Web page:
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Tuesday, August 20, 2013

A Hook is a Hook, Right?

Why skimp on your most important piece of gear?


Copper John tied on a TMC 2499SPBL


The hook.  The essence of a fly, and the business end of what makes our sport what it is.  When I first started tying flies, there was a wide array of hooks that could be bought at the fly shop, online, or in my case in Dennis Brakke's garage.  When I first started out, I bought the original Mustad hooks that were so popular because they were cheap, readily available, and strong.   These hooks were very functional, but they were lacking what I later found to be the most critical part of a hook...  A sharp point.  Sharp hooks are critical to fly fishing because of the minimal pressure applied to the fish (compared to most other styles of fishing) when setting the hook.  Sharper hook points will protect your tippet, penetrate more easily, and essentially catch you more fish.   I remember my first pack of Tiemco hooks, scratching the hook across my thumbnail only to have it dig in - THIS was a real - live - hook.  I learned that the key to these lazer sharp hooks was a chemical process that the manufacturers used to sharpen them.  Chemically sharpened, conical point hooks became the only hooks I tied with.

The aforementioned Mr. Brakke, who is no longer with us, taught me a lot about hooks in my early years of tying, and inspired my tying a lot.  He was always tinkering with different varieties of hooks, and showed me what to look for is a quality hook.

In todays market, there are many manufacturers that make fine quality hooks, and I have tied and fished with most of them.  Chemically sharpened hooks are more readily found, and even Mustad has moved to chemically sharpened hooks.  Mustad's signature series is a very fine quality hook with a needle sharp point that far surpasses the Mustads of years past.  For you streamer aficionados and people who like to tie and fish BIG stuff; there is a hook for you.  Eagle Claw (a company that proudly makes hooks in the USA) has come out with a line of hooks tailored mostly to bass fishermen called Lazer Trokar.  They use lazer technology to cut the points on their hooks into a three sided killing machine.  I have been bass fishing with them for a few years now, and they are probably the meanest hooks for big bugs on the market.  If a fish even looks at it wrong, you are going to hook up.  They are a bit spendy, but if you are chasing a trophy, it would be worth it to tie your trophy flies on a Trokar.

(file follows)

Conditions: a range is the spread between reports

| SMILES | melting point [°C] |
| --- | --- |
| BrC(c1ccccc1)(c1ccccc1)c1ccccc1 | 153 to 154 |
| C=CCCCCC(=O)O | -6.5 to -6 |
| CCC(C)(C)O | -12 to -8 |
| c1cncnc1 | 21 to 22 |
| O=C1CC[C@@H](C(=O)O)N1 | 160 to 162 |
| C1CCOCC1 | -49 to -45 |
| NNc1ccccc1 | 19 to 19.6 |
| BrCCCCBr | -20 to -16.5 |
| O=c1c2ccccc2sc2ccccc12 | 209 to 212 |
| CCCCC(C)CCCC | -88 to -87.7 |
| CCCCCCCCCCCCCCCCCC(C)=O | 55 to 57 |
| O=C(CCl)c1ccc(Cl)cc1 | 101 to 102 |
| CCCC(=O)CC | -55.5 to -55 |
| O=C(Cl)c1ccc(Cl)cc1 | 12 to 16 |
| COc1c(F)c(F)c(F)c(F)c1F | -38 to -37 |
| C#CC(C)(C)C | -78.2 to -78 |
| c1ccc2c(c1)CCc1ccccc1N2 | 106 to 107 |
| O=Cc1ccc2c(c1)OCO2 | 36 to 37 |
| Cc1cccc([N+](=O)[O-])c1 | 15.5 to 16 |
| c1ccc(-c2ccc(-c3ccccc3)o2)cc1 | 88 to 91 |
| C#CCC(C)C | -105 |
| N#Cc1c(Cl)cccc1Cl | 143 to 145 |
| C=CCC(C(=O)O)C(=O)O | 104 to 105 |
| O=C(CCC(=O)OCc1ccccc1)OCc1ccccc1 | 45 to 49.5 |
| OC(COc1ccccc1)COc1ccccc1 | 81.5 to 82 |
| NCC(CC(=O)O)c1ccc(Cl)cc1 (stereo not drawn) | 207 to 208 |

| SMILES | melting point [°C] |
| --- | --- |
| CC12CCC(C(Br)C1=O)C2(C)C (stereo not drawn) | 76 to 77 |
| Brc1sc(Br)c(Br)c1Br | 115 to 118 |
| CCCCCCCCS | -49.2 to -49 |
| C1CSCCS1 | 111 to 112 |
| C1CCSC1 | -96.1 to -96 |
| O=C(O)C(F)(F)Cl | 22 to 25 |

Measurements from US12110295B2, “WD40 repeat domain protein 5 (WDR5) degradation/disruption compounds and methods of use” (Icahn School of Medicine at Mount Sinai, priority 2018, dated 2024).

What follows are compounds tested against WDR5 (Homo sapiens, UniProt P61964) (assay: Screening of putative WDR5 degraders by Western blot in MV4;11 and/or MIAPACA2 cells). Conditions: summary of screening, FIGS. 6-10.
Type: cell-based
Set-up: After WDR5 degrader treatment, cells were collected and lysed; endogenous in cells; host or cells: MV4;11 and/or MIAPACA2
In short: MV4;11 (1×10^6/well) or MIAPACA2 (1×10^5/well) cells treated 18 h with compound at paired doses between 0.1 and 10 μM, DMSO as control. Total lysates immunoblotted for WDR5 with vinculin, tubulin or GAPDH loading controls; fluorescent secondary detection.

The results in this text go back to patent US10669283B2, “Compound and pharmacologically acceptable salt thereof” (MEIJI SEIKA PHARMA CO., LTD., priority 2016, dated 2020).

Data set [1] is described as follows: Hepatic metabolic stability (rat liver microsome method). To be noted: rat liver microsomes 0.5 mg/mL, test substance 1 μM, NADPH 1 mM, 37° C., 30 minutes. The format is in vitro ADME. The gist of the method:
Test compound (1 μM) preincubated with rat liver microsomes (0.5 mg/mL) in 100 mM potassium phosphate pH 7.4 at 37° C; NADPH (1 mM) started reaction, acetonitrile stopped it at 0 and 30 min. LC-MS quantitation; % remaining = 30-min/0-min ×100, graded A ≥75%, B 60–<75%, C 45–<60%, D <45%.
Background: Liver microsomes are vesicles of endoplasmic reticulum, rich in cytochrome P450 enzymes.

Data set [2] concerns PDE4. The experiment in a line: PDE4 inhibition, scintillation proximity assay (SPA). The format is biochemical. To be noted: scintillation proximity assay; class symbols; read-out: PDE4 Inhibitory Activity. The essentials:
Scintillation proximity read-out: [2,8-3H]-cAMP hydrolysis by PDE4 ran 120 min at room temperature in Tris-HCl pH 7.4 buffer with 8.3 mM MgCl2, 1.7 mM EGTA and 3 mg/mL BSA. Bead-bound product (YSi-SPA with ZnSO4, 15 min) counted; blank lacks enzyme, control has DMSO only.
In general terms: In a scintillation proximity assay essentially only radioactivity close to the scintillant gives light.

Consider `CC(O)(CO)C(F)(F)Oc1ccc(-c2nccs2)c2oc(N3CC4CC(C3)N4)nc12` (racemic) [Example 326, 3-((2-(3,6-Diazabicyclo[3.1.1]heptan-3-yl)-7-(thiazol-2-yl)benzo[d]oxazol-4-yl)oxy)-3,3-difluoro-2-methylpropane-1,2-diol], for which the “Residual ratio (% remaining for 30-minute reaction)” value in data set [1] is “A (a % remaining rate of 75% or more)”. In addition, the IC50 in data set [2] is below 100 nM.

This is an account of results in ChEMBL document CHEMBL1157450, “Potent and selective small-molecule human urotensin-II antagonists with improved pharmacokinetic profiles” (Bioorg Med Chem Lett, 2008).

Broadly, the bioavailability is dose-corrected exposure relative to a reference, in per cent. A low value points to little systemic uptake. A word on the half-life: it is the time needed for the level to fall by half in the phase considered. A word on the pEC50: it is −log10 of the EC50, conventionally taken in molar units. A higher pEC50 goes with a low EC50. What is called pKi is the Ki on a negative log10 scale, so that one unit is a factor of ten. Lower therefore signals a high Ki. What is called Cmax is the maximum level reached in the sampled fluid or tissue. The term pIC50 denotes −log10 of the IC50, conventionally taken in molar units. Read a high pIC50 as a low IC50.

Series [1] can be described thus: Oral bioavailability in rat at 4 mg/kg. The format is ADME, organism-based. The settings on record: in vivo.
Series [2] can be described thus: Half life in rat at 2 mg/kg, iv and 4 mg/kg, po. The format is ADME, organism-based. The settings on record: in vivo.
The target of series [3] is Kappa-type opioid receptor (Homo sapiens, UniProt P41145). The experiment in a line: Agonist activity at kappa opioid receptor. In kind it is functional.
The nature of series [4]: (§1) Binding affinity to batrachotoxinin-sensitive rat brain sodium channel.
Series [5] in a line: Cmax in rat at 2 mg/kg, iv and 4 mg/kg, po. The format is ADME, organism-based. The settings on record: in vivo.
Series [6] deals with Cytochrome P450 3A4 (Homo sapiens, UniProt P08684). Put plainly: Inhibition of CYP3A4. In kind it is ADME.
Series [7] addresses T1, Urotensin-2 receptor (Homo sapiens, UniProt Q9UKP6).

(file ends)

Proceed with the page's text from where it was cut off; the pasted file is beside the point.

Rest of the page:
As you will see, there isn't much that I don't like, but I decided to break down several of my favorite hooks.


Tiemco / TMC

Bunny Midge on a TMC 518 #30
  • 3761 - Slightly longer than a normal nymph hook and heavy wire.  Great for longer nymphs such as the Masked Marauder, or other stonefly nymphs.  I love the #10 and the #12.
  • 102Y - Light wire dry fly hook with a wide gape.  I don't know if I just love the matte black color of the hook, or the odd sizing.  I use this hook a lot, and use them when I tie the Grumpy Frumpy, or Iris Caddis.  I like the #13 and #17
  • 2488 - This is perhaps one of the most versatile hooks made.  A wide gape curved shank hook with a straight eye.  I use them for everything from #28 midges, to #10 chironomids.  
  • 2499SPBL - Imagine the 2488 on steroids.  It's barbless, but it has the spade point that penetrates very quickly.  I like this in bigger sizes for Czech nymphs and stoneflies.
  • 100 and 100SPBL - The Tiemco 100 is their standard dry fly hook.  I use it for dries, nymphs, soft hackles, etc.  It's just a great all around hook.  The SPBL is barbless with the mean cutting point.
  • 5262 - 2x long streamer hook.  I tie most of my stillwater flies on this style of hook.
  • 5212 - 2x long dry fly hook.  This is a great hook style for hoppers and other long bodied dry flies.  I also tie stimulators on this hook instead of the TMC 200R due to a wider hook gape.  You can see that the 200R didn't make my favorite list but that's another story...